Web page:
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MTA Unveils New UV Light Technology To Kill Coronavirus On Subways And Buses

NEW YORK (CBSNewYork) -- To reopen the economy, New York City needs to get its workers moving again. That means a clean, safe ride on Metropolitan Transportation Authority buses and subways.

On Tuesday, the agency unveiled new technology aimed at doing just that.

The MTA is hoping it will stop coronavirus in its tracks. The agency is installing 150 ultraviolet devices on select trains and buses that would essentially kill the virus, CBS2's Natalie Duddridge reported.

Transit officials teamed up with scientists at Columbia University who have been researching for some time how UV light stops the disease.


There are different forms of UV light. The form that is being tested by the MTA is UVC. Its rays are very strong, so it can't be done while people are on the subways or buses. So the tests are being conducted when the subways and buses are off service.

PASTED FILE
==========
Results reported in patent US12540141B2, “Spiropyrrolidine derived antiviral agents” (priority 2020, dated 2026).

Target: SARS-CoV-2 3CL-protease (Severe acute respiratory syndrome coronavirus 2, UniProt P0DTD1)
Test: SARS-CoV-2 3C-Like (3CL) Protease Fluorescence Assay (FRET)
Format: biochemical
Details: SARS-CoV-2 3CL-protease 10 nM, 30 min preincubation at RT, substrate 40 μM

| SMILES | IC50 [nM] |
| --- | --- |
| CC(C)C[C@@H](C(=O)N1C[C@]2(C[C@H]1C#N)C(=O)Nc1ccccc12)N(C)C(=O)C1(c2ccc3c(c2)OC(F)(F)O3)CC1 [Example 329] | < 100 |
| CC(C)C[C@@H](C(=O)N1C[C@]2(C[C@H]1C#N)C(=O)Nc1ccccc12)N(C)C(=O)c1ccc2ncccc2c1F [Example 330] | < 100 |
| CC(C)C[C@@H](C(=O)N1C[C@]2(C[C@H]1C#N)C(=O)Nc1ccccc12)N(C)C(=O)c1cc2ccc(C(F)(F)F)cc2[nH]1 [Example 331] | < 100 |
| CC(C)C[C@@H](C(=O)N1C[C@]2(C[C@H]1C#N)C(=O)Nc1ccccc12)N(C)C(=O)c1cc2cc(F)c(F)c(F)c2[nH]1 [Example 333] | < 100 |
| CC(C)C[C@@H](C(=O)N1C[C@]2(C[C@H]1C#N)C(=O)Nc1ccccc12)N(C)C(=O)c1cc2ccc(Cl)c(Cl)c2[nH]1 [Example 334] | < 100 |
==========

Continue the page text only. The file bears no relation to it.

The lights look just like metal boxes. The simplest way to explain it is when that UV light flashes, bacteria is killed.

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UV light is obviously more effective than scrubbing trains for hours with bleach, but it's also expensive. The 150 devices cost around $1 million.

If and when researchers determine if the UV light approach is effective, it will be expanded to the Long Island Rail Road and Metro-North.

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